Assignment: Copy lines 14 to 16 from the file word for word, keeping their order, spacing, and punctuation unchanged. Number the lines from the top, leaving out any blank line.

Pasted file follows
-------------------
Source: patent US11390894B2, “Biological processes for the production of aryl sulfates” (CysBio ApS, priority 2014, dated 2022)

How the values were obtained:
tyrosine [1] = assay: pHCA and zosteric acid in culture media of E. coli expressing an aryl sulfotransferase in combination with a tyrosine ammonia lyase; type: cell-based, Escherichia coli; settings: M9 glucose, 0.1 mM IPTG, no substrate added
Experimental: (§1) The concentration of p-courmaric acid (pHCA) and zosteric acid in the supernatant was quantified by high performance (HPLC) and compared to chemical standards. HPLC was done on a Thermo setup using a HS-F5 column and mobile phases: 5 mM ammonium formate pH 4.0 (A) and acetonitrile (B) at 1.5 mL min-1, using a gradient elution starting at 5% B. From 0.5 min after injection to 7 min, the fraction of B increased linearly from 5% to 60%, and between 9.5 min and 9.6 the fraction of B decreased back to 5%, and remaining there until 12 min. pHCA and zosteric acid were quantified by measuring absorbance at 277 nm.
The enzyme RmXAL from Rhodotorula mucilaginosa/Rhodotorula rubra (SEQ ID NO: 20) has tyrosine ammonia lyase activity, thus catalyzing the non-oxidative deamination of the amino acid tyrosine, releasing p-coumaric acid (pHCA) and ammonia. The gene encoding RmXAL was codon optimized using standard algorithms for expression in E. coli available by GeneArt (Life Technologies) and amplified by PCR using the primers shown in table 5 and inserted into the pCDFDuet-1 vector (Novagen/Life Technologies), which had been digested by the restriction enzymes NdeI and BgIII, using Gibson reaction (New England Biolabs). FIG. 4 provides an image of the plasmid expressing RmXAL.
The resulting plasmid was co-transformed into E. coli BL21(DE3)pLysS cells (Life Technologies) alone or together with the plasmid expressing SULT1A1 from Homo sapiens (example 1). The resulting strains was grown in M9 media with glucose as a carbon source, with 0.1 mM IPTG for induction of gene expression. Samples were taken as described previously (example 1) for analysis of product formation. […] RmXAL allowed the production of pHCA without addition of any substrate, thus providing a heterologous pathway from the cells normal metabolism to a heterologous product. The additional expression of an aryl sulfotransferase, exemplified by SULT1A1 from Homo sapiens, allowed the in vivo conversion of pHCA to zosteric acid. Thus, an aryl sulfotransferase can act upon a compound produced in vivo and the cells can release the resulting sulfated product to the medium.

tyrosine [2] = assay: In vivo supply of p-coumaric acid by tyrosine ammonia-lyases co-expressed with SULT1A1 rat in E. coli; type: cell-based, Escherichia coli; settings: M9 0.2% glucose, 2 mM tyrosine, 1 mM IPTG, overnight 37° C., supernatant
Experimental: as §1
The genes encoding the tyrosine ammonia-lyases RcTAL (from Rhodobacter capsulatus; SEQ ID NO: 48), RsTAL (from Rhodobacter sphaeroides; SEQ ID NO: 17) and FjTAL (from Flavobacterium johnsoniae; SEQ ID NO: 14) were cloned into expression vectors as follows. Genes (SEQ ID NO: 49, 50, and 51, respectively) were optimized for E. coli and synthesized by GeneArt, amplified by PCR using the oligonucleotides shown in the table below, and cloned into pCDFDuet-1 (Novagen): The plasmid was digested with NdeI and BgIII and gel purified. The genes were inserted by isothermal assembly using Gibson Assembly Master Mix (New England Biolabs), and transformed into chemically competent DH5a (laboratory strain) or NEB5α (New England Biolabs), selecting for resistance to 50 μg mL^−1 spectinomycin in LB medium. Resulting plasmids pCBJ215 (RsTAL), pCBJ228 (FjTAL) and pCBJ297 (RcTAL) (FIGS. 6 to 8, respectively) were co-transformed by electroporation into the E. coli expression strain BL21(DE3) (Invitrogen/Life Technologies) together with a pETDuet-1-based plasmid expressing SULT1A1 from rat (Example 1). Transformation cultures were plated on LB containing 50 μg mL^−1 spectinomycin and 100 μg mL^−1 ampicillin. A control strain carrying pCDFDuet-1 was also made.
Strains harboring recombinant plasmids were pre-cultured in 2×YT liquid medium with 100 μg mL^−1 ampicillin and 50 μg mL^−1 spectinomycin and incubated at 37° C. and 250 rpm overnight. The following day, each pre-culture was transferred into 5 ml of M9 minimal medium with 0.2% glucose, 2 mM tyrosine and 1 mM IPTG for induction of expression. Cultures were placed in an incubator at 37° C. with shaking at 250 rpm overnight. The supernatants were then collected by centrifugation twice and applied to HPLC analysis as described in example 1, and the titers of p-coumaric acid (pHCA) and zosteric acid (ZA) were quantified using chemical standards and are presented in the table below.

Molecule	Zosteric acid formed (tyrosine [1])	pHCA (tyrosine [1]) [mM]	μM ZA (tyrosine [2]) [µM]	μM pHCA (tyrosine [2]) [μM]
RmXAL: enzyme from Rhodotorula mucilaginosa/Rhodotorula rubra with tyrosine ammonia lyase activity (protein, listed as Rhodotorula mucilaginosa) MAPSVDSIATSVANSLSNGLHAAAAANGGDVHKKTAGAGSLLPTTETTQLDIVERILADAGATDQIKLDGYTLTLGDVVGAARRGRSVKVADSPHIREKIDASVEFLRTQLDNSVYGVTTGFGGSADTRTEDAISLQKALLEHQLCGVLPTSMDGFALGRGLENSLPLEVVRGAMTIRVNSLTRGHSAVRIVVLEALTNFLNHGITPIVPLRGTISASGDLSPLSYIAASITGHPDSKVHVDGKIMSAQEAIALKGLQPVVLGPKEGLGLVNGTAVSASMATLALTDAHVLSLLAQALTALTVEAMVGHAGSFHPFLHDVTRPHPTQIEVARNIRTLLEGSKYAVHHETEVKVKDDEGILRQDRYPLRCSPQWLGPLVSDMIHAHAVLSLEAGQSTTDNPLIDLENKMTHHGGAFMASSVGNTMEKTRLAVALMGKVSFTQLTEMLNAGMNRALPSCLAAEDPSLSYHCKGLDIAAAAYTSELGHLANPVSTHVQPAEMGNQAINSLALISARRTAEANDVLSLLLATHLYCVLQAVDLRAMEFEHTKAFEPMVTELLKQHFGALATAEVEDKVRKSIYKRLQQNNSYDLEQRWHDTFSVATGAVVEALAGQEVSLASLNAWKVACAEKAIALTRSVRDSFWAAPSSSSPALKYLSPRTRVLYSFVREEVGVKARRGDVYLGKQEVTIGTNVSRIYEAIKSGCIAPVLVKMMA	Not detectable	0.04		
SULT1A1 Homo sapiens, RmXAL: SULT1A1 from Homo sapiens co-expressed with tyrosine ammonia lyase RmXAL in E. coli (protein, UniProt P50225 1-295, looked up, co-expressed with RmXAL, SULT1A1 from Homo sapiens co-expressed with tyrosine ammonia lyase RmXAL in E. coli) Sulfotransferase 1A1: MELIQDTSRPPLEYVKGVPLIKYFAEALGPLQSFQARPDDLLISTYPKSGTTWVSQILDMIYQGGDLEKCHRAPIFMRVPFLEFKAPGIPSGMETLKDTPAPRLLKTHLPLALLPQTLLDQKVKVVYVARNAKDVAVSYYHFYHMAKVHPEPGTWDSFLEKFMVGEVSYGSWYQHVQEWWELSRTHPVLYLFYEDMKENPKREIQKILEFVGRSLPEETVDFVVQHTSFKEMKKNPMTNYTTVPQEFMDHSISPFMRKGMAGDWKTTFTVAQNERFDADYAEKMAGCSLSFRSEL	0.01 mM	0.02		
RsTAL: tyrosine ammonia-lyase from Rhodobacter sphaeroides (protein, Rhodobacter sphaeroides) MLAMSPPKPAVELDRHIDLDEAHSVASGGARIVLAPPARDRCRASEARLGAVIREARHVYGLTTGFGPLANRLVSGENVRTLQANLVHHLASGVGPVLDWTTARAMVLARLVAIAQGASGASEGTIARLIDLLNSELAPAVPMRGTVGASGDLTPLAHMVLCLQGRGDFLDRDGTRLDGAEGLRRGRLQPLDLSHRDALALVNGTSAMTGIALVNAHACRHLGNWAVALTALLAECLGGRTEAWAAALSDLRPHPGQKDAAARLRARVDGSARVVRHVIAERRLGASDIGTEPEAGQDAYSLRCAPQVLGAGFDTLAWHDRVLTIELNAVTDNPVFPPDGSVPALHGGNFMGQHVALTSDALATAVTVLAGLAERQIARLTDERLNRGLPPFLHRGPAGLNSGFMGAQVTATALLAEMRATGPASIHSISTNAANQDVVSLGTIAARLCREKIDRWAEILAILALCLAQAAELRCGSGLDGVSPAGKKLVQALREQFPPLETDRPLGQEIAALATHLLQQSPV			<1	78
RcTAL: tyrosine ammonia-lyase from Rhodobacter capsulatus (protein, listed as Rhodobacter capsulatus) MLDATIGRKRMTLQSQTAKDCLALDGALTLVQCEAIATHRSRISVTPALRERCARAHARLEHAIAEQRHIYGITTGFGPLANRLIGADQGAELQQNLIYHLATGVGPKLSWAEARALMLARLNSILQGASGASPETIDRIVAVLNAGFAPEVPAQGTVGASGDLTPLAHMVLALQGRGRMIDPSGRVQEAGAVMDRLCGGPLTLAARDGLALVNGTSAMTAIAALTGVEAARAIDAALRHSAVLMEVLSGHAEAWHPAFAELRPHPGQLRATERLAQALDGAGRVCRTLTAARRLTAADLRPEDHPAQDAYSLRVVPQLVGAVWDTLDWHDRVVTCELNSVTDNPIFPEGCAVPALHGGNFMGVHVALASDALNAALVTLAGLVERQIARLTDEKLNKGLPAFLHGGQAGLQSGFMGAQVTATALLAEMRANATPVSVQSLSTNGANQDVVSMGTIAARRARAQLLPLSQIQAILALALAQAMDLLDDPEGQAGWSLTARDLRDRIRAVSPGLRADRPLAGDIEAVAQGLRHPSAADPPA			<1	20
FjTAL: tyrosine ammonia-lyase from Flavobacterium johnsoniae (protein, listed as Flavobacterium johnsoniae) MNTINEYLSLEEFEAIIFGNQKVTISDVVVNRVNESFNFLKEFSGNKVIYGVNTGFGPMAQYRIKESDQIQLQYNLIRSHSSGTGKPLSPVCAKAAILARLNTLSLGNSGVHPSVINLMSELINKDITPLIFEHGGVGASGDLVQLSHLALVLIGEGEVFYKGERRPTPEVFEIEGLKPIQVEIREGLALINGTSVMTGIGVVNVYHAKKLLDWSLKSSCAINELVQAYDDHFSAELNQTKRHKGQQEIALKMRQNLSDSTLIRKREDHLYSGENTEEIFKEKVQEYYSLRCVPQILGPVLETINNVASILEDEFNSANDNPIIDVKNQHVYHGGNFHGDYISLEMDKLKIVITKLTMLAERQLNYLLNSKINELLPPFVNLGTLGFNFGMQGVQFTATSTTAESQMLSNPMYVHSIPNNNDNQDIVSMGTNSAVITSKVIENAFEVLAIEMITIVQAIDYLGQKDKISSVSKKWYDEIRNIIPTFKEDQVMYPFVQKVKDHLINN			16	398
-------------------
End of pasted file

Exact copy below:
RsTAL: tyrosine ammonia-lyase from Rhodobacter sphaeroides (protein, Rhodobacter sphaeroides) MLAMSPPKPAVELDRHIDLDEAHSVASGGARIVLAPPARDRCRASEARLGAVIREARHVYGLTTGFGPLANRLVSGENVRTLQANLVHHLASGVGPVLDWTTARAMVLARLVAIAQGASGASEGTIARLIDLLNSELAPAVPMRGTVGASGDLTPLAHMVLCLQGRGDFLDRDGTRLDGAEGLRRGRLQPLDLSHRDALALVNGTSAMTGIALVNAHACRHLGNWAVALTALLAECLGGRTEAWAAALSDLRPHPGQKDAAARLRARVDGSARVVRHVIAERRLGASDIGTEPEAGQDAYSLRCAPQVLGAGFDTLAWHDRVLTIELNAVTDNPVFPPDGSVPALHGGNFMGQHVALTSDALATAVTVLAGLAERQIARLTDERLNRGLPPFLHRGPAGLNSGFMGAQVTATALLAEMRATGPASIHSISTNAANQDVVSLGTIAARLCREKIDRWAEILAILALCLAQAAELRCGSGLDGVSPAGKKLVQALREQFPPLETDRPLGQEIAALATHLLQQSPV			<1	78
RcTAL: tyrosine ammonia-lyase from Rhodobacter capsulatus (protein, listed as Rhodobacter capsulatus) MLDATIGRKRMTLQSQTAKDCLALDGALTLVQCEAIATHRSRISVTPALRERCARAHARLEHAIAEQRHIYGITTGFGPLANRLIGADQGAELQQNLIYHLATGVGPKLSWAEARALMLARLNSILQGASGASPETIDRIVAVLNAGFAPEVPAQGTVGASGDLTPLAHMVLALQGRGRMIDPSGRVQEAGAVMDRLCGGPLTLAARDGLALVNGTSAMTAIAALTGVEAARAIDAALRHSAVLMEVLSGHAEAWHPAFAELRPHPGQLRATERLAQALDGAGRVCRTLTAARRLTAADLRPEDHPAQDAYSLRVVPQLVGAVWDTLDWHDRVVTCELNSVTDNPIFPEGCAVPALHGGNFMGVHVALASDALNAALVTLAGLVERQIARLTDEKLNKGLPAFLHGGQAGLQSGFMGAQVTATALLAEMRANATPVSVQSLSTNGANQDVVSMGTIAARRARAQLLPLSQIQAILALALAQAMDLLDDPEGQAGWSLTARDLRDRIRAVSPGLRADRPLAGDIEAVAQGLRHPSAADPPA			<1	20
FjTAL: tyrosine ammonia-lyase from Flavobacterium johnsoniae (protein, listed as Flavobacterium johnsoniae) MNTINEYLSLEEFEAIIFGNQKVTISDVVVNRVNESFNFLKEFSGNKVIYGVNTGFGPMAQYRIKESDQIQLQYNLIRSHSSGTGKPLSPVCAKAAILARLNTLSLGNSGVHPSVINLMSELINKDITPLIFEHGGVGASGDLVQLSHLALVLIGEGEVFYKGERRPTPEVFEIEGLKPIQVEIREGLALINGTSVMTGIGVVNVYHAKKLLDWSLKSSCAINELVQAYDDHFSAELNQTKRHKGQQEIALKMRQNLSDSTLIRKREDHLYSGENTEEIFKEKVQEYYSLRCVPQILGPVLETINNVASILEDEFNSANDNPIIDVKNQHVYHGGNFHGDYISLEMDKLKIVITKLTMLAERQLNYLLNSKINELLPPFVNLGTLGFNFGMQGVQFTATSTTAESQMLSNPMYVHSIPNNNDNQDIVSMGTNSAVITSKVIENAFEVLAIEMITIVQAIDYLGQKDKISSVSKKWYDEIRNIIPTFKEDQVMYPFVQKVKDHLINN			16	398